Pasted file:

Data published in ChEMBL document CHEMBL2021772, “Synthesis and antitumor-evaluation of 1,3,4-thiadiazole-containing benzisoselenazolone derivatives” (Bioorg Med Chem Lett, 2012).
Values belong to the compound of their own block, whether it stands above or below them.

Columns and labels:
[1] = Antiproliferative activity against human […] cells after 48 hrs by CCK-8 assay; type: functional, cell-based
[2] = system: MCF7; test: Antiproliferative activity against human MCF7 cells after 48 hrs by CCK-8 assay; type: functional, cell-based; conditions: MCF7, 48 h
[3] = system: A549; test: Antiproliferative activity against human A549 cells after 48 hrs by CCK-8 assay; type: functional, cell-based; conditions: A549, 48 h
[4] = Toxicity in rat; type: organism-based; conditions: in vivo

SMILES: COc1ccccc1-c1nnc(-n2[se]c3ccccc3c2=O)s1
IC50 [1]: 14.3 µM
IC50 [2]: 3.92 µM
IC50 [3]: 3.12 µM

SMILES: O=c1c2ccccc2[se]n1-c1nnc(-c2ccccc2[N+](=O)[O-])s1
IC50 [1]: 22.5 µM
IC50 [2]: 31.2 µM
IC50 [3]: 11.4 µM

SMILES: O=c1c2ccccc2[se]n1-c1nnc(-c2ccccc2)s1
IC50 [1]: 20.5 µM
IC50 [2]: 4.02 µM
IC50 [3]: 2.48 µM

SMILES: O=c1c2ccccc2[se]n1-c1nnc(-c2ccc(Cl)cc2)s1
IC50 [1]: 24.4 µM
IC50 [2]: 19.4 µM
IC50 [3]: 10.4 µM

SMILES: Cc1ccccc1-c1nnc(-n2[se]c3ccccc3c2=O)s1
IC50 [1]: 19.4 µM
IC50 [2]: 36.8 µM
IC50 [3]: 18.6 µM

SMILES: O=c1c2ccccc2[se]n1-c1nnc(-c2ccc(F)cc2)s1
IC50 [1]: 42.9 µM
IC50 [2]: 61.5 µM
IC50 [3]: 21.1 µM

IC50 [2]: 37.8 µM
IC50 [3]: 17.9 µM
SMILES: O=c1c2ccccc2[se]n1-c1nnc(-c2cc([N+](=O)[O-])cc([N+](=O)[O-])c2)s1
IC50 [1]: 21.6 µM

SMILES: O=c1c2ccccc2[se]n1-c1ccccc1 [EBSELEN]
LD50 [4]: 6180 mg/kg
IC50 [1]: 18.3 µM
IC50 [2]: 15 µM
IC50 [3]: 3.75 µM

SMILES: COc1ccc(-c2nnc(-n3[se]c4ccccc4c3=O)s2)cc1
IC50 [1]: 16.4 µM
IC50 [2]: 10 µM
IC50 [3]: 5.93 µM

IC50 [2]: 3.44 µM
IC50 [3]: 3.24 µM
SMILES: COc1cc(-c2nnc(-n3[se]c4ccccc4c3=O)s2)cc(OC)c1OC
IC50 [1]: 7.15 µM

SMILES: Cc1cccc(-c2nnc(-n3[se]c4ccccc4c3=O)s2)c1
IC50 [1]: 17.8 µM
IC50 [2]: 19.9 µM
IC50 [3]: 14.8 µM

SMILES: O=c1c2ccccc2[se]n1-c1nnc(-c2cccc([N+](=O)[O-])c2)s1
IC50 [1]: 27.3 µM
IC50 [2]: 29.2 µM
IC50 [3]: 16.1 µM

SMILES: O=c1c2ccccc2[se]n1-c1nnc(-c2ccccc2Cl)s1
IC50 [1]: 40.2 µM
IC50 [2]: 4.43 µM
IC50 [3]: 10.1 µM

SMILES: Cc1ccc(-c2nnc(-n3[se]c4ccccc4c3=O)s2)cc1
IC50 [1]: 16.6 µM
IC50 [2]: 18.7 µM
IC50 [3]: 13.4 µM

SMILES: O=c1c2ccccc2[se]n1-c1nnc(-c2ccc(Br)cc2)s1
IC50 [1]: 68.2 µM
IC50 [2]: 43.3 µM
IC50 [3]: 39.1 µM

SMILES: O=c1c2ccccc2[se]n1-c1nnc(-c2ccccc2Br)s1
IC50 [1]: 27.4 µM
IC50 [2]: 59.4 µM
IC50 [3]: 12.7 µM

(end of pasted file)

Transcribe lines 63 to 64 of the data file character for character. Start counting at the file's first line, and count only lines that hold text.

IC50 [2]: 18.7 µM
IC50 [3]: 13.4 µM